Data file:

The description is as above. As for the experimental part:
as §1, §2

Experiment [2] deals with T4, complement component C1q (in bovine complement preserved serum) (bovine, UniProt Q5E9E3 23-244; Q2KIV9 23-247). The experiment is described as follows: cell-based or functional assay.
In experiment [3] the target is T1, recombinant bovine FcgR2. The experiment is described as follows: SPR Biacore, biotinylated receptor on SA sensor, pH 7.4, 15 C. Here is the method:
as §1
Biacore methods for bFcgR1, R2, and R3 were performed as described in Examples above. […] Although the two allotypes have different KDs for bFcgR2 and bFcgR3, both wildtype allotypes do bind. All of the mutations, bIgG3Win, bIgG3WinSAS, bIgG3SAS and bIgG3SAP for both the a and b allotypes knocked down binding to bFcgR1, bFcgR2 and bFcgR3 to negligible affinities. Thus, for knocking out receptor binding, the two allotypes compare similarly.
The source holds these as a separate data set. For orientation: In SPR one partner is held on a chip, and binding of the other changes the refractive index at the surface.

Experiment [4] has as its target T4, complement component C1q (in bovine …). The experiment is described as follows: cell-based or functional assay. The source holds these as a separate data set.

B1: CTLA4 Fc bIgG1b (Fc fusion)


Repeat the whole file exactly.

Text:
The description is as above. As for the experimental part:
as §1, §2

Experiment [2] deals with T4, complement component C1q (in bovine complement preserved serum) (bovine, UniProt Q5E9E3 23-244; Q2KIV9 23-247). The experiment is described as follows: cell-based or functional assay.
In experiment [3] the target is T1, recombinant bovine FcgR2. The experiment is described as follows: SPR Biacore, biotinylated receptor on SA sensor, pH 7.4, 15 C. Here is the method:
as §1
Biacore methods for bFcgR1, R2, and R3 were performed as described in Examples above. […] Although the two allotypes have different KDs for bFcgR2 and bFcgR3, both wildtype allotypes do bind. All of the mutations, bIgG3Win, bIgG3WinSAS, bIgG3SAS and bIgG3SAP for both the a and b allotypes knocked down binding to bFcgR1, bFcgR2 and bFcgR3 to negligible affinities. Thus, for knocking out receptor binding, the two allotypes compare similarly.
The source holds these as a separate data set. For orientation: In SPR one partner is held on a chip, and binding of the other changes the refractive index at the surface.

Experiment [4] has as its target T4, complement component C1q (in bovine …). The experiment is described as follows: cell-based or functional assay. The source holds these as a separate data set.

B1: CTLA4 Fc bIgG1b (Fc fusion)